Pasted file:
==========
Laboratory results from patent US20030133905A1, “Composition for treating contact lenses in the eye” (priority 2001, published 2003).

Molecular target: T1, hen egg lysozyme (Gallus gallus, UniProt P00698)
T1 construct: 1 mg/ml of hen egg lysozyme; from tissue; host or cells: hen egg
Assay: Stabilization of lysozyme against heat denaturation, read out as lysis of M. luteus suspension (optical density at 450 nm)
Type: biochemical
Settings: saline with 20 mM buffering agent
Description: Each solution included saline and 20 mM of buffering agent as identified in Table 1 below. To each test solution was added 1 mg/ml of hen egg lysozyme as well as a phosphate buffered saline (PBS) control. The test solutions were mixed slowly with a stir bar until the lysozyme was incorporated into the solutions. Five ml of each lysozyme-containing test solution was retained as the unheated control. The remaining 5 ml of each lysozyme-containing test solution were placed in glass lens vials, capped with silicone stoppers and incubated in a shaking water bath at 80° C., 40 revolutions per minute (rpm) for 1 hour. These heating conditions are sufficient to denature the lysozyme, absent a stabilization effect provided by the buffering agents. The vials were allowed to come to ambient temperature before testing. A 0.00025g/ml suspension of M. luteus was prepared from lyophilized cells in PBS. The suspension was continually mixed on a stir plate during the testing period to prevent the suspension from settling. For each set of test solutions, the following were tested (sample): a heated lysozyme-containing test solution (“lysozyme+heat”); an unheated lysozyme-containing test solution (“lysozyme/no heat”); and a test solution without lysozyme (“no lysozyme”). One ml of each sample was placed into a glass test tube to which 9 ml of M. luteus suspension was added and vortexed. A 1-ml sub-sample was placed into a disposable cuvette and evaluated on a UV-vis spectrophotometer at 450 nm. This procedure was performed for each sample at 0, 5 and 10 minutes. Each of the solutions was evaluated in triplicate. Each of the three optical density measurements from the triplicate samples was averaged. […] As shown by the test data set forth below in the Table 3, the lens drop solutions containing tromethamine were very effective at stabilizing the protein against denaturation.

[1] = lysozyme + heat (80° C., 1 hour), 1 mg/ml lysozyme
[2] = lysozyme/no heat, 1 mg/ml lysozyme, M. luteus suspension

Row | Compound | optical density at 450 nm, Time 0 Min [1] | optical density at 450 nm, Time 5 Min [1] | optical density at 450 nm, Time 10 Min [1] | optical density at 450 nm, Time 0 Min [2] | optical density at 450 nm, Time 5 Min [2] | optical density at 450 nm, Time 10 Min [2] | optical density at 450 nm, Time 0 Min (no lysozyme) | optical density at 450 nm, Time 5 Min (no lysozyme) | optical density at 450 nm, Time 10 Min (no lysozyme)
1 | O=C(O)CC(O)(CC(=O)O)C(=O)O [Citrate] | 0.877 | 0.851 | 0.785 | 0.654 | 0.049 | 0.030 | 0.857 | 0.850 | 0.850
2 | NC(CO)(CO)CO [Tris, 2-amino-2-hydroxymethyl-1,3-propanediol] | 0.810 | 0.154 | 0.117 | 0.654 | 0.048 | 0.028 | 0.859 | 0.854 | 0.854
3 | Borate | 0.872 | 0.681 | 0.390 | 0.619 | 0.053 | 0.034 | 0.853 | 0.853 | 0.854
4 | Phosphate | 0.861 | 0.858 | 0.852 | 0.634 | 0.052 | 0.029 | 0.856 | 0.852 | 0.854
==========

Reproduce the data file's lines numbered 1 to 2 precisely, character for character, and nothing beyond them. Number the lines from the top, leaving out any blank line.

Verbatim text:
Laboratory results from patent US20030133905A1, “Composition for treating contact lenses in the eye” (priority 2001, published 2003).

Molecular target: T1, hen egg lysozyme (Gallus gallus, UniProt P00698)